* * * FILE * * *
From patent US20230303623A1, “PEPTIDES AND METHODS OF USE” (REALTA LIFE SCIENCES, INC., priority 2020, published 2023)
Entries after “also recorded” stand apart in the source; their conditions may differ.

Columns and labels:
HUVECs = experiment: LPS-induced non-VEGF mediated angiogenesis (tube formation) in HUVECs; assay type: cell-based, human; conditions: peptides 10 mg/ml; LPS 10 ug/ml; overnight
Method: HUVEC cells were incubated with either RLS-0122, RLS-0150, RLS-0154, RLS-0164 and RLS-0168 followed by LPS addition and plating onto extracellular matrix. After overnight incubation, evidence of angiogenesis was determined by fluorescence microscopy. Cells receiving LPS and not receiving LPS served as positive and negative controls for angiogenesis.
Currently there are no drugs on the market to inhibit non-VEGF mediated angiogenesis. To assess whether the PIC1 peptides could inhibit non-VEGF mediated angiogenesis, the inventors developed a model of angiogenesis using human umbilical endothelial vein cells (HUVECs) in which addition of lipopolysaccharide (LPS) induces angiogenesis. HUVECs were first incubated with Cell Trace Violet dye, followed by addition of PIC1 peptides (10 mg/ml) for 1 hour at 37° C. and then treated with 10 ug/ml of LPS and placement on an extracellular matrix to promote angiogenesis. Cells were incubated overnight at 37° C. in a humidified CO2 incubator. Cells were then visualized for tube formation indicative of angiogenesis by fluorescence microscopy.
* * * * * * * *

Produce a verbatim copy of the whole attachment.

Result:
From patent US20230303623A1, “PEPTIDES AND METHODS OF USE” (REALTA LIFE SCIENCES, INC., priority 2020, published 2023)
Entries after “also recorded” stand apart in the source; their conditions may differ.

Columns and labels:
HUVECs = experiment: LPS-induced non-VEGF mediated angiogenesis (tube formation) in HUVECs; assay type: cell-based, human; conditions: peptides 10 mg/ml; LPS 10 ug/ml; overnight
Method: HUVEC cells were incubated with either RLS-0122, RLS-0150, RLS-0154, RLS-0164 and RLS-0168 followed by LPS addition and plating onto extracellular matrix. After overnight incubation, evidence of angiogenesis was determined by fluorescence microscopy. Cells receiving LPS and not receiving LPS served as positive and negative controls for angiogenesis.
Currently there are no drugs on the market to inhibit non-VEGF mediated angiogenesis. To assess whether the PIC1 peptides could inhibit non-VEGF mediated angiogenesis, the inventors developed a model of angiogenesis using human umbilical endothelial vein cells (HUVECs) in which addition of lipopolysaccharide (LPS) induces angiogenesis. HUVECs were first incubated with Cell Trace Violet dye, followed by addition of PIC1 peptides (10 mg/ml) for 1 hour at 37° C. and then treated with 10 ug/ml of LPS and placement on an extracellular matrix to promote angiogenesis. Cells were incubated overnight at 37° C. in a humidified CO2 incubator. Cells were then visualized for tube formation indicative of angiogenesis by fluorescence microscopy.